The First Time I Broke Into a Bank

Along Main Street there were several sections of older buildings. Many of which were connected by a shared wall. There were many nights that a friend and I would sit on their rooftops and talk, look at the stars or just hang out. We wouldn’t be destructive or vandalize anything, we would just sit. No matter how hot the night air—or the blacktop rooftops—might be, it was always cooler than a teenagers house might be.

My buddy had a sister who was dating the son of the owner of the local newspaper. Their offices were located in one of those buildings that lined Main Street. We had spent many hours earning extra income at the newspaper doing odd jobs like sweeping or collating. We were very familiar with the shop and its surroundings. Including the bank next door.

Many nights were spent speculating on what the old banks security might be like. We would inspect the windows for bolts or wires or cameras inside the second story offices. We never saw any. One night we used the ladder stashed in the open storage area to climb to the roof—like we always did—and found the unexpected. A window, left ever so slightly open!

The corner bank. The only bank.

We looked around to see if anyone was passing by. Not a soul, except one window from a nearby house, within clear view of us. A lamp in the room was on, but all we could see was the silhouette of a high back chair, and we could not tell if anyone was in it. My friend and I could not let this opportunity pass us by. So we carefully, slowly, opened the window. No alarm. We inspected the window frame for signs of infrared security. No alarm. This was going to work! So we both put our right hands into, then out of, the office through the open window. No alarm. Next, I stuck my head into the room and looked around for cameras on the walls we could not previously see. No alarm. The excitement was building to a fever. I had to get into that bank!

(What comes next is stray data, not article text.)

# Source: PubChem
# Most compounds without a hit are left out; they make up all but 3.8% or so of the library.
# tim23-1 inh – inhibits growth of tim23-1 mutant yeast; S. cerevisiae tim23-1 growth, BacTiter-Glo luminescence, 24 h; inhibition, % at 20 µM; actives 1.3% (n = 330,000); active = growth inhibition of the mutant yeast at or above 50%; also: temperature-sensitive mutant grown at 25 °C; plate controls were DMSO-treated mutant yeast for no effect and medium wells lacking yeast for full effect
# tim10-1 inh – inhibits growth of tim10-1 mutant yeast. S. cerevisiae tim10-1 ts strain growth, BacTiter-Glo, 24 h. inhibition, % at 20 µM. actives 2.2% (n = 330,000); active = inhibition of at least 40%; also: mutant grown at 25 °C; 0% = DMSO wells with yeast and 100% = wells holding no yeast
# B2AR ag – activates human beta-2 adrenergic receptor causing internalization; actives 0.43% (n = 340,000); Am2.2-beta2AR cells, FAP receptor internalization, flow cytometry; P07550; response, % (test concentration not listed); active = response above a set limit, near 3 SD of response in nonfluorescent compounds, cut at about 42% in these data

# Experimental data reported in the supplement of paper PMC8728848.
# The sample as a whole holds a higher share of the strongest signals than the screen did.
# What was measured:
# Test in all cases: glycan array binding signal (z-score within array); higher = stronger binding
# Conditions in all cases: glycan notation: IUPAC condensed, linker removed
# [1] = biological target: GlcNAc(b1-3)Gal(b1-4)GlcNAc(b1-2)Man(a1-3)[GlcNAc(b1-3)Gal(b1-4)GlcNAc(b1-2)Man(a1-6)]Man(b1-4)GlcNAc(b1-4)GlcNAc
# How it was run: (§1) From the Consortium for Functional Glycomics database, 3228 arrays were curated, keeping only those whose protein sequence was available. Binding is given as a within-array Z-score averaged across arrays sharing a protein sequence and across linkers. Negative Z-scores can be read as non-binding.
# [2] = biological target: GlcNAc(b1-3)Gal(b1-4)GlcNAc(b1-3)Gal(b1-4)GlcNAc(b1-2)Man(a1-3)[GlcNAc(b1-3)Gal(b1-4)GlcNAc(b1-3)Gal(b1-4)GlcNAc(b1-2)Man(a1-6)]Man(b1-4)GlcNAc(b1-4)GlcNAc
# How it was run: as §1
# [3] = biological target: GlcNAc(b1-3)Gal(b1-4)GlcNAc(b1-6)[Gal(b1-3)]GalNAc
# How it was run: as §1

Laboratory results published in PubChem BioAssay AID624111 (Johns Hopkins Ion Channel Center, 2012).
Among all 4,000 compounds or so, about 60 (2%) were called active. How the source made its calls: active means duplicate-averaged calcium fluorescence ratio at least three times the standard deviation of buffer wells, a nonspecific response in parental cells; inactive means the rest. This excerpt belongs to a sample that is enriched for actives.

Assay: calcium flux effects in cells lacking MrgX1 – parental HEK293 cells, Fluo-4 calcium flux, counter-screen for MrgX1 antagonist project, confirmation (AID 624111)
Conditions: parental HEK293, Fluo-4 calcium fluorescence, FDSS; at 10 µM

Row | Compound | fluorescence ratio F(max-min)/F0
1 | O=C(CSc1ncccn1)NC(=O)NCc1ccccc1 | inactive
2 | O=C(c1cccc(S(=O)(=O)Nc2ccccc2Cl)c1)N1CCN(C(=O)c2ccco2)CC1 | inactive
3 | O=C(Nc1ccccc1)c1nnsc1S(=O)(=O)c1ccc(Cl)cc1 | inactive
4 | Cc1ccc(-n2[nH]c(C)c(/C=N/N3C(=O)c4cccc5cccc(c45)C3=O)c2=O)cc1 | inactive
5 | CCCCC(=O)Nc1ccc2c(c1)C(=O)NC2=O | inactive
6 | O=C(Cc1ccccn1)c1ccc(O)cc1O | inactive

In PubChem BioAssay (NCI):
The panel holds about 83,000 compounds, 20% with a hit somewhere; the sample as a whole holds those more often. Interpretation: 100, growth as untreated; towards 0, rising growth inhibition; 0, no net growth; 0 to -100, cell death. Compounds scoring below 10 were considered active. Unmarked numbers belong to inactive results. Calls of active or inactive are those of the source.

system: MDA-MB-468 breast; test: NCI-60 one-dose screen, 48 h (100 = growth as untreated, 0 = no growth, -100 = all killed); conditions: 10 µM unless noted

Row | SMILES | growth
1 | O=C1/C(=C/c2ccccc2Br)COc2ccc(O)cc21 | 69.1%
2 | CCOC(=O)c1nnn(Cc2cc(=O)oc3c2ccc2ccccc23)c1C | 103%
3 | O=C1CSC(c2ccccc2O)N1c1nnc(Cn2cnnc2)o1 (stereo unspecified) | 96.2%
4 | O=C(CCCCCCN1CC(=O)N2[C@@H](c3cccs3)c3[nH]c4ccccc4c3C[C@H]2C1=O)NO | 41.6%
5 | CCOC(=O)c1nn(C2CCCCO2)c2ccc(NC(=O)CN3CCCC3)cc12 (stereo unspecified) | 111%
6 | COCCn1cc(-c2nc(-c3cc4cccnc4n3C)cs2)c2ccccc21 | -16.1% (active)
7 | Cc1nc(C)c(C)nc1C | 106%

I climbed in not knowing what I was going to do next. Once in, I fought the urge to run up and down the halls, in and out of every room, waving my arms and whooping like a mad man. I had broken into a bank! Still, no alarm. My friend was half-way in when we heard a car approaching. Was there an alarm?!? The car passed by without noticing us. No alarm. The choice of what to do next was replaced with common sense. We should leave. We had never, ever, planned on stealing money or anything of value. We just wanted to see if we could ever break into a bank, and not get caught. The both of us had barely exited the bank and closed the window—all the way—when a police car pulled into the parking lot behind the bank. This was a Friday night. The rest of the weekend no longer looked promising.

Monday morning I was back in school and it was third period. Another friend, who was aware of my possibly questionable activities, quietly asked if I had broken into the bank Friday night. I was blown away. “How could you have possibly known?”, I asked. He explained that his grandmother lived near the bank and due to health issues, would sit in her chair late into the night, and just look out the window. She had been watching us the whole time! It turns out she called her son—this friends dad—and asked him to call the police. The dad didn’t believe his mom but knew she would see if the police would show up or not, so he called.

It turns out, the cop didn’t believe her either. As all he did was stop, get out of his car, shine his flashlight around—including at the ladder we used to get onto the roof—then get back into his patrol car and drive away. He never saw us. No need for alarm.

I was sixteen. This was the first, and last time, I broke into a bank.

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